She nodded, accepting the somewhat ambivalent answer, and pressed on. “You won’t call for the guards, then?”
Marinette stirred in alarm. “Guards?”
“No,” the Lord said with a soft sigh. “No guards. For now.” The words hung in the air, trailing off into uncertainty as he canted his head to look at Marinette. “…Are you two fae as well?”
Alya shook her head. “We’re human, same as you.” When he opened his mouth as if to object, she tapped the butterfly brooch she wore at the center of her gown’s low-cut neckline. The Changeling’s fangs had missed it by mere inches. Alya shivered at the memory, pushing it away. “Humans who fight fire with fire. This is a weapon which once belonged to a powerful fae, taken by brave warriors who defeated him and passed it on to their descendants.”
“Me,” she said with a nod and a small smile. “Every noble House has its secret histories, and this is mine.”
“It would appear that House Césaire’s family secrets best those of House Lahiffe, then.” He rubbed the bridge of his nose, pushing up his spectacles as he did so. “Ours mostly involve children out of wedlock.”
A pointed look slid back to Marinette.
“…You’re not really related, are you?”
Marinette threw her a questioning look and at Alya’s subtle nod to go ahead, she said, “No, we are not. I met Lady Alya only last week, when I saw her fight a creature much like this one.” She hesitated for a long moment. “It took Lady Chloe.”
“Is she…?” He faltered, choking on the words as fingers balled into fists in his lap. “It… that thing in my head, just now, it taunted me with – but it wasn’t real, was it? Chloe’s not…”
“I’m sorry,” Alya said softly.
He nodded, a sheen to his eyes, and said nothing. Alya averted her eyes, his grief so palpable that watching it struck her as intruding on something far more intimate than he would want a near-stranger to see.
The heavy silence stretched on, only broken at last by the rustle of Marinette’s long skirt. She settled in next to him, laying a hand on his rigid shoulder. “I won’t pretend to know the depth of your sorrow, my Lord,” she said, muted and gentle. “But while we are powerless to change Chloe’s fate, it’s not too late to change Adrien’s.”
“Adrien?” His voice was hoarse and low.
“He’s in danger.” As the reminder struck her, Alya shot to her feet. At once, she regretted the sudden movement. Vertigo enveloped her, her already blurry vision growing dim at the edges. Shaking her head to clear it, she said, “That Changeling – I saw it sniffing around him earlier.”
“The woman he danced with,” Marinette said, nodding.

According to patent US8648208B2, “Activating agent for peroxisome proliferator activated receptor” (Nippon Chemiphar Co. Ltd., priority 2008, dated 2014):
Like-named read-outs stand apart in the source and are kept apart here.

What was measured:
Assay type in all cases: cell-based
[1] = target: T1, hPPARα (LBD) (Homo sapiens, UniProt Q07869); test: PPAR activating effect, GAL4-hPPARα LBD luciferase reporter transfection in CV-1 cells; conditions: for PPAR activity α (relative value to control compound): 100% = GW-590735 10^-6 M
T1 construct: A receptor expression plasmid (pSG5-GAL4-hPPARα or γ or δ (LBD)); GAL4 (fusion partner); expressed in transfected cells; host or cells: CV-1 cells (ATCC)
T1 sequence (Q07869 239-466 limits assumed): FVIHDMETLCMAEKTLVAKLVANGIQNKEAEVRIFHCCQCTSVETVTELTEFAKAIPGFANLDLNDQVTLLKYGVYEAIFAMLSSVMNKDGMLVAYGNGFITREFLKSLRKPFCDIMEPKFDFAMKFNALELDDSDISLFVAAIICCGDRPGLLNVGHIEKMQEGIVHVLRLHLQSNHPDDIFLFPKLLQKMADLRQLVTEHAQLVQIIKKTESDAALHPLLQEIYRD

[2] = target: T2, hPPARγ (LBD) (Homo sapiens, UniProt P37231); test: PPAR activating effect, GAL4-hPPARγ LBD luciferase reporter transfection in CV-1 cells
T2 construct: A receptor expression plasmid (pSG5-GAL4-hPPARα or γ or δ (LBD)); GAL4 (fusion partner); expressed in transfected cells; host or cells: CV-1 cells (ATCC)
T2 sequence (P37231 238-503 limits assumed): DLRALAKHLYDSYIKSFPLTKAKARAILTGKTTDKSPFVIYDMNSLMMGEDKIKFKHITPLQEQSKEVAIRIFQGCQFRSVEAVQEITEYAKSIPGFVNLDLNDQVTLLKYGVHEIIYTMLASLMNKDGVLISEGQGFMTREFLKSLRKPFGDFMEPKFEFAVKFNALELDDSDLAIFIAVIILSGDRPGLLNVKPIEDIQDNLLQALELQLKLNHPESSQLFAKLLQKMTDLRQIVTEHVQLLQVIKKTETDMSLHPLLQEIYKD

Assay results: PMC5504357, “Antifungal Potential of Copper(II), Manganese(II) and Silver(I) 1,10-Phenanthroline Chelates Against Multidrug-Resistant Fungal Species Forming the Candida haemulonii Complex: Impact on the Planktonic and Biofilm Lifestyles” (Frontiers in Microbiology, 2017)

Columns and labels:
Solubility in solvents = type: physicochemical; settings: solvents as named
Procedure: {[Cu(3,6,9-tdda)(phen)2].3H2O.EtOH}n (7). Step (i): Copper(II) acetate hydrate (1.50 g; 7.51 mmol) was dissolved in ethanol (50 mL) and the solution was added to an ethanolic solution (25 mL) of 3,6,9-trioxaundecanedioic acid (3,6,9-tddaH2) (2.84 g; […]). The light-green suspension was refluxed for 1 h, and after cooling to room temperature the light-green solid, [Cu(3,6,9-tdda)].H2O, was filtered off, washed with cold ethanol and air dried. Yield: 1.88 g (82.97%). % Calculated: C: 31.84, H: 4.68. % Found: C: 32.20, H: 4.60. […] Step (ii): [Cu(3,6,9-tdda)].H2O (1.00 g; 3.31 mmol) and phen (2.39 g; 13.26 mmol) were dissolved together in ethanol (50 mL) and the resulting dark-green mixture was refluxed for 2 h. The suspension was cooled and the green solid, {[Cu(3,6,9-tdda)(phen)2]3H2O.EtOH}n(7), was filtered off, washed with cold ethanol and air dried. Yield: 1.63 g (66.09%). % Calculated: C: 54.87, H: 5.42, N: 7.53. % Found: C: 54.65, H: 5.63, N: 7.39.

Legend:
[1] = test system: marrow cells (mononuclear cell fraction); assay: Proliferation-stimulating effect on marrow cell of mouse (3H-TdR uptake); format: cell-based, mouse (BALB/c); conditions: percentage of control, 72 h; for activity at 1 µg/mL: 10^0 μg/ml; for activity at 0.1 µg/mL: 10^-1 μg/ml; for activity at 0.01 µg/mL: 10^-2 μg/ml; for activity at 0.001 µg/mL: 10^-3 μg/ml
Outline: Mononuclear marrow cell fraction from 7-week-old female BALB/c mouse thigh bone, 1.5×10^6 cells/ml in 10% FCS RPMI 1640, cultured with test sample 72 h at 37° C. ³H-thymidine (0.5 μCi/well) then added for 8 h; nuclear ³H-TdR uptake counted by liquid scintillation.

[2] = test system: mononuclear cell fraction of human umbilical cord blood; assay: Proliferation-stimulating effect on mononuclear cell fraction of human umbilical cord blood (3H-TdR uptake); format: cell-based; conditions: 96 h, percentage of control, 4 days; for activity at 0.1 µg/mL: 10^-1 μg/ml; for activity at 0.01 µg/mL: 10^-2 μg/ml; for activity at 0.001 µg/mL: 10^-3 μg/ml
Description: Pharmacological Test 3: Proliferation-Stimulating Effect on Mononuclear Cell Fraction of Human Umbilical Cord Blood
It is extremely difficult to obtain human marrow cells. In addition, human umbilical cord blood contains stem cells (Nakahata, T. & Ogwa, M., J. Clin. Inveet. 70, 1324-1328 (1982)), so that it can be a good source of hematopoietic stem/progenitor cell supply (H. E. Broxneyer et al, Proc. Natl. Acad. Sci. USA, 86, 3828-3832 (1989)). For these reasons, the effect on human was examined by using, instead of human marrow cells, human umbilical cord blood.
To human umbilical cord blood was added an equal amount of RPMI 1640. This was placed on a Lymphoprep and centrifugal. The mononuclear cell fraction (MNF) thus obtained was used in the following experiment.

“Wait, what?” Lord Lahiffe’s brow furrowed as comprehension dawned and he pushed himself up as well. “You’re saying these things are after Adrien?” A hard edge had crept into his voice and his eyes, protectiveness overpowering grief.
“We came here following the suspicion that they had a hand in his disappearance. And I’d say this all but confirms it,” Alya said as she started toward the courtyard. “We need to keep an eye on him, make sure he’s…” She trailed off when she stumbled on her second step.
A hand closed around her upper arm, aiding her balance and holding her in place. “You,” Marinette said, “need to go home and rest. You’re in no state to go back to the feast. Neither of you are.”
“Alya.” Command suffused Marinette’s voice, the servant girl’s avatar wearing the mantle of leadership like she’d been born to it. “I will keep watch over the prince tonight.”
“She’s right,” Lord Lahiffe muttered as he picked at his torn coat’s sleeve. “It would ruin us both if people witnessed us going for a private stroll and coming back looking like this, Lady Alya.”
Warmth rose to her cheeks as his meaning sank in, a quick glance down at herself telling her all she needed to know. Though her transformation had protected her gown from the worst of the battle, it was still stained with dirt and snow, and Lord Lahiffe was similarly disheveled.
They looked like they’d snuck away for a tryst. Vicious tongues would wag so hard they’d combust from friction.
Lord Lahiffe turned toward Marinette, golden gaze studying her for a long moment. “You’ll protect Adrien?”
She inclined her head. “It’s what I’m here for.”
“I’ll hold you to that.” He exhaled, looking as exhausted as Alya felt. “Fuck, what a mess…”
Suddenly, he grew rigid, gaze guiltily darting around to the two of them.
“Pardon my language.”
Alya burst out laughing, almost losing her balance in the process. Maybe it was the exhaustion mingling with the relief of being alive, but no matter how hard she tried, she could not keep it contained, more and more snickers spilling out. It wasn’t that funny, not really – like any Lord of his rank, he’d undoubtedly had lessons in propriety rammed into his head since childhood.
A gentleman does not disgrace a Lady’s ear with vulgar curses.
Sadly, while Alya had memorized her etiquette guide, the lessons had never quite sunk in deep enough to become an unthinking reflex. But at least she could always recite whatever rule she was breaking by heart.
A Lady’s laugh must be like wind chimes; elegant, delicate, and above all pleasing to the ear.
Snorting is ill-advised.
“My Lord,” she said, wheezing. “Are you trying to deal the finishing blow?”
“I–“ He stared at her, bewildered by her reaction. Right. Of course he was, poor man, she was cackling like a madwoman.
“Just when I made it through battle with a fae beast, you would assault my delicate, womanly constitution with such vile, horrid words?”
Another spurt of giggles escaped, and she was forced to lean against her friend to keep from doubling over.
“Oh, Marinette, hold me!”